# Choosing which variable is the dependent or independent variable

• B
fog37
TL;DR Summary
Choosing which variable is the dependent or independent variable
Hello,
I am review some basics. In the case of two variables like ##t## and ##C##, which represent the time in year and the cost in \$ of a product respectively, we can graphically represent this pair of variables on a Cartesian plane. The horizonal axis is generally assigned the variable ##t## and the vertical axis to the variable ##C##.

The horizontal axis is commonly reserved for the independent variable and the vertical one for the dependent variable. But this idea of dependent/independent or cause/effect does not always apply. For example, there many not be any cause/effect or "dependence" between the two variables. We are just pairing them and visualize the pairs of values as points.

So, in general, given two variables, how do we choose which one to assign to the horizontal axis and which to the vertical axis? What is the best practice criterion? We can clearly do things the other way without breaking any rule. Is the vertical axis for the variable that we consider...

For example, if ##n## is the number of clicks and ##p## is the number of purchases associated to the number of clicks, we can form the ordered pairs ##(n,p)## or also the ordered pairs ##(p,n)## and plot these pairs as points either in the graph "p vs n" or "n vs p"...

Thanks

Gold Member
2022 Award
For example, if ##n## is the number of clicks and ##p## is the number of purchases associated to the number of clicks, we can form the ordered pairs ##(n,p)## or also the ordered pairs ##(p,n)## and plot these pairs as points either in the graph "p vs n" or "n vs p"...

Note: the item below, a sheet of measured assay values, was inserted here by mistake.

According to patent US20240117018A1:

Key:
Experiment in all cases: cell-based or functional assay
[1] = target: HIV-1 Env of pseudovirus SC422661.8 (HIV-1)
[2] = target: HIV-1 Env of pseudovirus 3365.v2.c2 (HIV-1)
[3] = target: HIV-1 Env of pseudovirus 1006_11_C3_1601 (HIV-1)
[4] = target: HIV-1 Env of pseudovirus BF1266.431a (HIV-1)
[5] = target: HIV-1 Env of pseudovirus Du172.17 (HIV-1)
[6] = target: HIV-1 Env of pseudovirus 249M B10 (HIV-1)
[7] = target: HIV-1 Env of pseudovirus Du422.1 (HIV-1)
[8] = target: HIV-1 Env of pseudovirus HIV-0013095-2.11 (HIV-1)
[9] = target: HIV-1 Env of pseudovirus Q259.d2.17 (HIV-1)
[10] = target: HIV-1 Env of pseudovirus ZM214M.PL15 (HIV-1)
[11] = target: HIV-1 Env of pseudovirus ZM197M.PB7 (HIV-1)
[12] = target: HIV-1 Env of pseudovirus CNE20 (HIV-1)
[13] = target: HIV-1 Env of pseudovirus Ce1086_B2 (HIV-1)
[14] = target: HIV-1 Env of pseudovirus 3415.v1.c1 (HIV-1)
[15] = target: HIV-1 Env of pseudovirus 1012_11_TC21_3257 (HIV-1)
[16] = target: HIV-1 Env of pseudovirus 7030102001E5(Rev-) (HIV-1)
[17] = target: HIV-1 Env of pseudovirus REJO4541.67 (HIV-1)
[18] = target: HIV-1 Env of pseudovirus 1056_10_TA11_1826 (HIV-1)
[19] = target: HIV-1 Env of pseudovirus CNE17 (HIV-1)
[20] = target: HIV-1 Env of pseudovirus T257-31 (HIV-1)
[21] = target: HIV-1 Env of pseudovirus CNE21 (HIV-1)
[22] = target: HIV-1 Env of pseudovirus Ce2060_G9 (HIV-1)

Exactly. Why would you want one of these to be preferable? Well, it depends on what you are trying to show. THAT is the criterion.

• fog37
fog37
Exactly. Why would you want one of these to be preferable? Well, it depends on what you are trying to show. THAT is the criterion.

Thanks phinds. When you say "it depends on what you are trying to show", I interpret that as meaning that we may be interested in showing how one specific variable varies as we vary the other variable. That puts emphasis on the first variable and subordinates the other variable...
For example, we are generally interested in seeing how the cost (variable ##C##) behaves as times goes by, i.e. as we increase the variable ##t## so we put ##C## on the vertical axis and ##t## on the horizontal axis.

The other way around, seeing how time ##t## increases as we increase the price ##C## does not make much sense even if it is surely allowed.